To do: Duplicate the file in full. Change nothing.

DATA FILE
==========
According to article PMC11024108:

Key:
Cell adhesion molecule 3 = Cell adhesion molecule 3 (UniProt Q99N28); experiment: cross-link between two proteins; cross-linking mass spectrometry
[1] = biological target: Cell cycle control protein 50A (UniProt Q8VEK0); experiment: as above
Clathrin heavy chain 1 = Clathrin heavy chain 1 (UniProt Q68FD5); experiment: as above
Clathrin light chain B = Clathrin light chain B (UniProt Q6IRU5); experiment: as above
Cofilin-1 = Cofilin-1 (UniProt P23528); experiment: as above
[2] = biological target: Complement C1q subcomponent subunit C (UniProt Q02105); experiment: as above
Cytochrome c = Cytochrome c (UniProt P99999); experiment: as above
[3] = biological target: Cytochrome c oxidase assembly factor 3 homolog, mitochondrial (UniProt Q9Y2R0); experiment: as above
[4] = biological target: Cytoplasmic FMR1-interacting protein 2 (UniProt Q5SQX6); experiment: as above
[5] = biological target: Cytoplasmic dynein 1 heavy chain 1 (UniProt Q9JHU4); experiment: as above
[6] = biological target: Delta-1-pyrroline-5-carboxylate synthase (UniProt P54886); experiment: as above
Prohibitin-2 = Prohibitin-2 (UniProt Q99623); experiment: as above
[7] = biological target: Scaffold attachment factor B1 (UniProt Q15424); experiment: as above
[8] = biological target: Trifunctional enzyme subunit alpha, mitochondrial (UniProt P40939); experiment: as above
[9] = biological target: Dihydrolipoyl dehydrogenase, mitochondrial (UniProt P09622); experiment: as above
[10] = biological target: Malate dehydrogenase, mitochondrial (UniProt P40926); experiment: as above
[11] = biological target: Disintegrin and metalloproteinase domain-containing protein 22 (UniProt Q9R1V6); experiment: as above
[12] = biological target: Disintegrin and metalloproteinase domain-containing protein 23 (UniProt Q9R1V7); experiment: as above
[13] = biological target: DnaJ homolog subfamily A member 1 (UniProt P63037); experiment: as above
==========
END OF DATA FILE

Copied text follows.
According to article PMC11024108:

Key:
Cell adhesion molecule 3 = Cell adhesion molecule 3 (UniProt Q99N28); experiment: cross-link between two proteins; cross-linking mass spectrometry
[1] = biological target: Cell cycle control protein 50A (UniProt Q8VEK0); experiment: as above
Clathrin heavy chain 1 = Clathrin heavy chain 1 (UniProt Q68FD5); experiment: as above
Clathrin light chain B = Clathrin light chain B (UniProt Q6IRU5); experiment: as above
Cofilin-1 = Cofilin-1 (UniProt P23528); experiment: as above
[2] = biological target: Complement C1q subcomponent subunit C (UniProt Q02105); experiment: as above
Cytochrome c = Cytochrome c (UniProt P99999); experiment: as above
[3] = biological target: Cytochrome c oxidase assembly factor 3 homolog, mitochondrial (UniProt Q9Y2R0); experiment: as above
[4] = biological target: Cytoplasmic FMR1-interacting protein 2 (UniProt Q5SQX6); experiment: as above
[5] = biological target: Cytoplasmic dynein 1 heavy chain 1 (UniProt Q9JHU4); experiment: as above
[6] = biological target: Delta-1-pyrroline-5-carboxylate synthase (UniProt P54886); experiment: as above
Prohibitin-2 = Prohibitin-2 (UniProt Q99623); experiment: as above
[7] = biological target: Scaffold attachment factor B1 (UniProt Q15424); experiment: as above
[8] = biological target: Trifunctional enzyme subunit alpha, mitochondrial (UniProt P40939); experiment: as above
[9] = biological target: Dihydrolipoyl dehydrogenase, mitochondrial (UniProt P09622); experiment: as above
[10] = biological target: Malate dehydrogenase, mitochondrial (UniProt P40926); experiment: as above
[11] = biological target: Disintegrin and metalloproteinase domain-containing protein 22 (UniProt Q9R1V6); experiment: as above
[12] = biological target: Disintegrin and metalloproteinase domain-containing protein 23 (UniProt Q9R1V7); experiment: as above
[13] = biological target: DnaJ homolog subfamily A member 1 (UniProt P63037); experiment: as above